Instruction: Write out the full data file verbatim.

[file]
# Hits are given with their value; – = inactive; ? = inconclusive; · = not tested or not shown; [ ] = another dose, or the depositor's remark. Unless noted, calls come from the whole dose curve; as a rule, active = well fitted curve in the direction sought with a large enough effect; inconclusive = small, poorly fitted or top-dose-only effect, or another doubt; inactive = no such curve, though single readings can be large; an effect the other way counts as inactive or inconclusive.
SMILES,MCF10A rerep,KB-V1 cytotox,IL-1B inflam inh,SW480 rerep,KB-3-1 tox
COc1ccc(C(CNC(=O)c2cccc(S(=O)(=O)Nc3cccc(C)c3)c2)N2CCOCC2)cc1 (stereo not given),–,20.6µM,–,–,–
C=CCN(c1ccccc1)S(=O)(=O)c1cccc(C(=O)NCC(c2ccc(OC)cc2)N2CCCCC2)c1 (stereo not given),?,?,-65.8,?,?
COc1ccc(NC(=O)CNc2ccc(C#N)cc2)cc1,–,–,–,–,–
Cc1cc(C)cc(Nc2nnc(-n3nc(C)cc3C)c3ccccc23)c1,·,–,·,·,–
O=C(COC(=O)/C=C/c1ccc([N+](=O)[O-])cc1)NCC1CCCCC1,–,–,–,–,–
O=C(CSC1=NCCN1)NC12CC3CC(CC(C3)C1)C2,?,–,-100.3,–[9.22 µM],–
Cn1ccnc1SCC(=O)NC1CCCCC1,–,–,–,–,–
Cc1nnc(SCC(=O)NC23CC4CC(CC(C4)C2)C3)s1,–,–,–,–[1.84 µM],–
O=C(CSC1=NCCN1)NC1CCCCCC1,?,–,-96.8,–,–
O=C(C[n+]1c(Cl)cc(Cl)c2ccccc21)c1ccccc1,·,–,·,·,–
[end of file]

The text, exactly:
# Hits are given with their value; – = inactive; ? = inconclusive; · = not tested or not shown; [ ] = another dose, or the depositor's remark. Unless noted, calls come from the whole dose curve; as a rule, active = well fitted curve in the direction sought with a large enough effect; inconclusive = small, poorly fitted or top-dose-only effect, or another doubt; inactive = no such curve, though single readings can be large; an effect the other way counts as inactive or inconclusive.
SMILES,MCF10A rerep,KB-V1 cytotox,IL-1B inflam inh,SW480 rerep,KB-3-1 tox
COc1ccc(C(CNC(=O)c2cccc(S(=O)(=O)Nc3cccc(C)c3)c2)N2CCOCC2)cc1 (stereo not given),–,20.6µM,–,–,–
C=CCN(c1ccccc1)S(=O)(=O)c1cccc(C(=O)NCC(c2ccc(OC)cc2)N2CCCCC2)c1 (stereo not given),?,?,-65.8,?,?
COc1ccc(NC(=O)CNc2ccc(C#N)cc2)cc1,–,–,–,–,–
Cc1cc(C)cc(Nc2nnc(-n3nc(C)cc3C)c3ccccc23)c1,·,–,·,·,–
O=C(COC(=O)/C=C/c1ccc([N+](=O)[O-])cc1)NCC1CCCCC1,–,–,–,–,–
O=C(CSC1=NCCN1)NC12CC3CC(CC(C3)C1)C2,?,–,-100.3,–[9.22 µM],–
Cn1ccnc1SCC(=O)NC1CCCCC1,–,–,–,–,–
Cc1nnc(SCC(=O)NC23CC4CC(CC(C4)C2)C3)s1,–,–,–,–[1.84 µM],–
O=C(CSC1=NCCN1)NC1CCCCCC1,?,–,-96.8,–,–
O=C(C[n+]1c(Cl)cc(Cl)c2ccccc21)c1ccccc1,·,–,·,·,–